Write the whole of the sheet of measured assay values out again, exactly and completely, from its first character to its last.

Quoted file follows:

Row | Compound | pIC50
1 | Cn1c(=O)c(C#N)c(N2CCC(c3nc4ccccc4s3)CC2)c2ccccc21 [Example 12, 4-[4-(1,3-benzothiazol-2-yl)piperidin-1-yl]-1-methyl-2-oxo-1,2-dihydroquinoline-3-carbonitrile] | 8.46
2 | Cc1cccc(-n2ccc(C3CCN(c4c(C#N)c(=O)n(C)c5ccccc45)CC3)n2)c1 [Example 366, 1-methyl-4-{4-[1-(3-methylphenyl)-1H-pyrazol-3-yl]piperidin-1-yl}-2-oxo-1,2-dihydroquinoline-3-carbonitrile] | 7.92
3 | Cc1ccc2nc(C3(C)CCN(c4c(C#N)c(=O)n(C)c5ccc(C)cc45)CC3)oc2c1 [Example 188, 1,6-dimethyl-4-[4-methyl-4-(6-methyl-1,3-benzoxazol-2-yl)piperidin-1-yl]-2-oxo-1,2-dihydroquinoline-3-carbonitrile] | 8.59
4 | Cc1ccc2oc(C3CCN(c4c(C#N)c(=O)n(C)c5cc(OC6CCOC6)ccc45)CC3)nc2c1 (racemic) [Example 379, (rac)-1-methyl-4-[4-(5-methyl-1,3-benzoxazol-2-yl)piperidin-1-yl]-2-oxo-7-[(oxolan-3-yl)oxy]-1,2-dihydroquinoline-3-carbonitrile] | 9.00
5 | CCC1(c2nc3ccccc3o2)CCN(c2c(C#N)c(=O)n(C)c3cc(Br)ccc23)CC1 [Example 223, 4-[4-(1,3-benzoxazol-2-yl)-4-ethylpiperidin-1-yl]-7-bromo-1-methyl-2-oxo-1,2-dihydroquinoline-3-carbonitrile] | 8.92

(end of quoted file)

Row | Compound | pIC50
1 | Cn1c(=O)c(C#N)c(N2CCC(c3nc4ccccc4s3)CC2)c2ccccc21 [Example 12, 4-[4-(1,3-benzothiazol-2-yl)piperidin-1-yl]-1-methyl-2-oxo-1,2-dihydroquinoline-3-carbonitrile] | 8.46
2 | Cc1cccc(-n2ccc(C3CCN(c4c(C#N)c(=O)n(C)c5ccccc45)CC3)n2)c1 [Example 366, 1-methyl-4-{4-[1-(3-methylphenyl)-1H-pyrazol-3-yl]piperidin-1-yl}-2-oxo-1,2-dihydroquinoline-3-carbonitrile] | 7.92
3 | Cc1ccc2nc(C3(C)CCN(c4c(C#N)c(=O)n(C)c5ccc(C)cc45)CC3)oc2c1 [Example 188, 1,6-dimethyl-4-[4-methyl-4-(6-methyl-1,3-benzoxazol-2-yl)piperidin-1-yl]-2-oxo-1,2-dihydroquinoline-3-carbonitrile] | 8.59
4 | Cc1ccc2oc(C3CCN(c4c(C#N)c(=O)n(C)c5cc(OC6CCOC6)ccc45)CC3)nc2c1 (racemic) [Example 379, (rac)-1-methyl-4-[4-(5-methyl-1,3-benzoxazol-2-yl)piperidin-1-yl]-2-oxo-7-[(oxolan-3-yl)oxy]-1,2-dihydroquinoline-3-carbonitrile] | 9.00
5 | CCC1(c2nc3ccccc3o2)CCN(c2c(C#N)c(=O)n(C)c3cc(Br)ccc23)CC1 [Example 223, 4-[4-(1,3-benzoxazol-2-yl)-4-ethylpiperidin-1-yl]-7-bromo-1-methyl-2-oxo-1,2-dihydroquinoline-3-carbonitrile] | 8.92